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Traders commonly increase their positions by using leverage, meaning they borrow funds to supplement their existing cash balance. Essentially, you’re borrowing money in order to make a trade. But is using leverage always the smartest move? After all, leverage can amplify your wins, but it can just as easily magnify your losses.

To answer this question, it’s important to learn more about how to define leverage, how leverage works, and how it can impact your trading revenue.

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Leverage: Meaning in Stock Trading

Traders should first learn how to define leverage. Leverage refers to the practice of borrowing money to enhance your ability to invest in a particular security. 

For example, suppose that you wish to invest in a security that’s a higher price than your current trading account balance. In that case, your broker may allow you to borrow a certain amount of money to complete the transaction.

This is also known as “margin trading,” where the money you contribute to the trade is defined as the “margin” while the broker supplies the leverage. Some stock brokers require you to open a separate margin account, which may have limits on the amount of money you can borrow for a given trade. 

How to Calculate Leverage in Margin Trading

Leverage may be mathematically defined as margin-based leverage, which is the ratio between the total value of the transaction and the amount of money you borrowed to make it happen. The formula can be expressed as:

Margin-based leverage = (Total value of the transaction) / (Margin required)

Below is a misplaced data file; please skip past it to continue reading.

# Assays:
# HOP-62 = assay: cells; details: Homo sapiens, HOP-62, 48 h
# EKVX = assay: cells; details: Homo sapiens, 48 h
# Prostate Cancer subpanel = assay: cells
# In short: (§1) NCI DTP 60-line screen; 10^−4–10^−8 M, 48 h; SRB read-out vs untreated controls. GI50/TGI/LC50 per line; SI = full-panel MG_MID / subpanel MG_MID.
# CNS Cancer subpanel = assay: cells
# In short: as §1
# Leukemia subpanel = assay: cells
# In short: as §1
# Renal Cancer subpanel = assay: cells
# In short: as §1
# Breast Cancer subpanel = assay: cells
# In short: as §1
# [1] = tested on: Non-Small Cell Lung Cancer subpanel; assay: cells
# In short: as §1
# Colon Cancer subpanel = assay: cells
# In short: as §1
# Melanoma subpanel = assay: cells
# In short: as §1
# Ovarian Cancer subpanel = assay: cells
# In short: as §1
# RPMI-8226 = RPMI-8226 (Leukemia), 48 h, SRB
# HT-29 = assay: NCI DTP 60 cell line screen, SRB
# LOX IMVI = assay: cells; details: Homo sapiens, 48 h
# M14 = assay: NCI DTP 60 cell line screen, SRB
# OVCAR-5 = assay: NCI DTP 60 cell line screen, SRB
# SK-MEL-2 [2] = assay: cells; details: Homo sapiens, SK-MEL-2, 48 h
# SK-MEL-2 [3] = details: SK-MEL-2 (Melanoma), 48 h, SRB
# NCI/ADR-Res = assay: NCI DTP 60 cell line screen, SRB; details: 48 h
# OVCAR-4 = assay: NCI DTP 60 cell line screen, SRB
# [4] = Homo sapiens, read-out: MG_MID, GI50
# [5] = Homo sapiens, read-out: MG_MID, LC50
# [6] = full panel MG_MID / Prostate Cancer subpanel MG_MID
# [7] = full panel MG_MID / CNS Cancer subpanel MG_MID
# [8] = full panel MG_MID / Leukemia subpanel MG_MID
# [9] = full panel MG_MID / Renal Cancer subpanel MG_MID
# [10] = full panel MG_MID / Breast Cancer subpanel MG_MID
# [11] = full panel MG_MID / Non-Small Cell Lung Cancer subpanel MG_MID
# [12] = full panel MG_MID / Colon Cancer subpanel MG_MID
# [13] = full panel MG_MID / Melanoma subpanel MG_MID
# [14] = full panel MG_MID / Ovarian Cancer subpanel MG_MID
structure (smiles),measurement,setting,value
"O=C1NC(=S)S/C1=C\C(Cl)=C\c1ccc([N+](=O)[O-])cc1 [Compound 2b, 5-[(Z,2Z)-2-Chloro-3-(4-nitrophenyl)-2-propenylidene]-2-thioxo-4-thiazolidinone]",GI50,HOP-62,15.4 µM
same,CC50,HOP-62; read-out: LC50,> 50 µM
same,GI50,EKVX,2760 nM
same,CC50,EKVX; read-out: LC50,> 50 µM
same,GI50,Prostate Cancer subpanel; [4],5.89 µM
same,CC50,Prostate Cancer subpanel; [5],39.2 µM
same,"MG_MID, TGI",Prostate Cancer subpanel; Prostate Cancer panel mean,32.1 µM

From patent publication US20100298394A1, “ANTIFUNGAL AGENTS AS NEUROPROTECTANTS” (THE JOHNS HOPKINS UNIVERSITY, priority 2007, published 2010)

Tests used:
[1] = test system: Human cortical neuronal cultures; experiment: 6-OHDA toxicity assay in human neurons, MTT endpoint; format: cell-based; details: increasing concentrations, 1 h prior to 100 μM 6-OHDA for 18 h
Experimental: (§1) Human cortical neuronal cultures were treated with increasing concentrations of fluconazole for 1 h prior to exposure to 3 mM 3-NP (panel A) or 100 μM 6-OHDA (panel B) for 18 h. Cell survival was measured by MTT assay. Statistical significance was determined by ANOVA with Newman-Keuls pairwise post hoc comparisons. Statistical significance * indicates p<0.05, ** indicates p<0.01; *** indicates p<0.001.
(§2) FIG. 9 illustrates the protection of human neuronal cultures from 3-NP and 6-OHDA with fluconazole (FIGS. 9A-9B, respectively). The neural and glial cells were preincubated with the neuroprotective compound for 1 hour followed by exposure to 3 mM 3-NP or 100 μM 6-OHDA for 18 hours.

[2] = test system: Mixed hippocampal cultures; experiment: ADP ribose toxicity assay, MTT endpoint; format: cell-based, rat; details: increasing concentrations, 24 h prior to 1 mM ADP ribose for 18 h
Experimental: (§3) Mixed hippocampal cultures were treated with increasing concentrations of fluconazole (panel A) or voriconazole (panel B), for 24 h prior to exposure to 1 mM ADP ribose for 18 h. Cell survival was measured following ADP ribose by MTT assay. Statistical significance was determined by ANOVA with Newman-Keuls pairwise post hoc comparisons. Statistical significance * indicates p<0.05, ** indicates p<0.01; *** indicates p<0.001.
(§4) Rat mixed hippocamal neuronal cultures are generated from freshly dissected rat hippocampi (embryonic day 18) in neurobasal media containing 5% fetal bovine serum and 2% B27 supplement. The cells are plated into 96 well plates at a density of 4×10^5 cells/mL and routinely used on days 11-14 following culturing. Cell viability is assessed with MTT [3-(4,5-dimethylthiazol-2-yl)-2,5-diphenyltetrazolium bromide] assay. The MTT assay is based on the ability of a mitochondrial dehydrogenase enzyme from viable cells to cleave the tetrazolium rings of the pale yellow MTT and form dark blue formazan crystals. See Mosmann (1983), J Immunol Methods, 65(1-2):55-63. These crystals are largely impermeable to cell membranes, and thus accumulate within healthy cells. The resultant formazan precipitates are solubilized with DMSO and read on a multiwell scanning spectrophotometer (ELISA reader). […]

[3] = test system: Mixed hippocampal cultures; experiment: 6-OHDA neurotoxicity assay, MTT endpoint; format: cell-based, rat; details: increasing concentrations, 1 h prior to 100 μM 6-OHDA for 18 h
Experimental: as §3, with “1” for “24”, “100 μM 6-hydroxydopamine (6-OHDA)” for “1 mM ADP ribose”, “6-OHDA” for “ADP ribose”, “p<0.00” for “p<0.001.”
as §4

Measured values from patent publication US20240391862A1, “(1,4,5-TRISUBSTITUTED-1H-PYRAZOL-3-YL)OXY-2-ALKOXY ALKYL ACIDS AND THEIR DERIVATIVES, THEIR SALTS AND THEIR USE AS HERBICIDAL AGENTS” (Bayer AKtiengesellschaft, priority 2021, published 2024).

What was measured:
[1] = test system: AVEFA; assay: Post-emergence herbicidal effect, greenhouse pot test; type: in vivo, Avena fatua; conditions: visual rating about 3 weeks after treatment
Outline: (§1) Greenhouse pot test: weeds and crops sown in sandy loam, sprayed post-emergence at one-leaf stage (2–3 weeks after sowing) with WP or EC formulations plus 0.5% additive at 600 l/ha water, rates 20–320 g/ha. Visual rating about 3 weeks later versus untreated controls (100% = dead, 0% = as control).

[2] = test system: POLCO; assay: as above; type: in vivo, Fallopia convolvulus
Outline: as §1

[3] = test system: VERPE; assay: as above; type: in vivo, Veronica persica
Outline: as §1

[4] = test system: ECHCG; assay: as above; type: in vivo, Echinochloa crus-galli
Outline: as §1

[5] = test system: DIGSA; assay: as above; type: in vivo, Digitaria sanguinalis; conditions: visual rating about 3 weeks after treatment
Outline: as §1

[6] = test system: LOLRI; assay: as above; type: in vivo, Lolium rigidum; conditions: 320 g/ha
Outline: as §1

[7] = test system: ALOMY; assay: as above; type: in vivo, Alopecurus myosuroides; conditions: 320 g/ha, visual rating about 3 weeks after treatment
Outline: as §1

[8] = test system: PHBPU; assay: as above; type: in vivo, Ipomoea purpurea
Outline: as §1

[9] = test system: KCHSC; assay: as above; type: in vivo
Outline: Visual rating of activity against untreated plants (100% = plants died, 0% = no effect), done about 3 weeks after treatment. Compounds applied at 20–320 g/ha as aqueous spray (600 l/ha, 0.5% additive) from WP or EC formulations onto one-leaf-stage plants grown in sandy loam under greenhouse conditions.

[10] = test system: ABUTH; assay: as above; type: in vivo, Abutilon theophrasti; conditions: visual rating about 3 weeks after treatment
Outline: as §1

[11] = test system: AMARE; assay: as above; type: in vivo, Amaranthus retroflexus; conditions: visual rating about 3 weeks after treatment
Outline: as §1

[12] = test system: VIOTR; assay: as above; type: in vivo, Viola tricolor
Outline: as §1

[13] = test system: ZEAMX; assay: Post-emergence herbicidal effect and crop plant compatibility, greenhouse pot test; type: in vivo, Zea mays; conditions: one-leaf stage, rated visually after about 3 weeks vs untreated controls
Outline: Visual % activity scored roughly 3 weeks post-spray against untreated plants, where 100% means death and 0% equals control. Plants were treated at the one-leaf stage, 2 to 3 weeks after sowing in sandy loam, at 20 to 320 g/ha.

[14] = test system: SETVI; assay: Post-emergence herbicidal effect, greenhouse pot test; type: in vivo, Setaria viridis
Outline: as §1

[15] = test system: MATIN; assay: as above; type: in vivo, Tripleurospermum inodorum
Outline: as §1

Many brokerage accounts will set limits on your margin-based leverage, meaning you’ll be required to put down a certain amount of margin. This is usually expressed as a percentage of the total transaction.

For example, a brokerage account might require that you put down 10% of the total transaction. If the total transaction is $100,000, you would need to contribute $10,000, and the broker would supply the remaining amount. But if you plug these values into the above equation, you get:

Margin-based leverage = ($100,000) / ($10,000)

Therefore, your margin-based leverage comes to 10:1. However, in the real world, brokers may set stricter limits, often 2:1 to 5:1 for standard securities. 

Leverage in Forex Trading

Traders commonly rely on leverage in the foreign exchange market. There, leverage can be as high as 100:1. Thus, for every $1 in your account, you can trade up to $100. That may sound risky, but keep in mind that foreign currencies don’t typically change much during a given trading day, which limits the volatility seen in forex markets.

However, that’s not to say that there is no risk. When you’re dealing with such high margin ratios (e.g., 100:1), even a small change in the forex market can translate into large profits and losses. That’s why it’s important for traders to gauge the risk before taking on an overleveraged position.

Benefits and Risks of Using Leverage in Trading

There are unique benefits and risks associated with leverage, meaning this strategy can enhance your gains but also amplify your losses. Here are some things to consider before using leverage to take a trading position.

Pros of Using Leverage in Trading

Leverage provides such benefits as:

  • Granting you larger buying power for making stock trades
  • Giving you access to massive profits for successful trades
  • Only requiring you to put up a fraction of the trade as margin

As a result, leverage can result in greater trading efficiency since your profits can vastly exceed your initial margin. You’ll repay the leverage to the broker and keep the remaining value, though there may also be some associated brokerage fees.

Cons of Using Leverage in Trading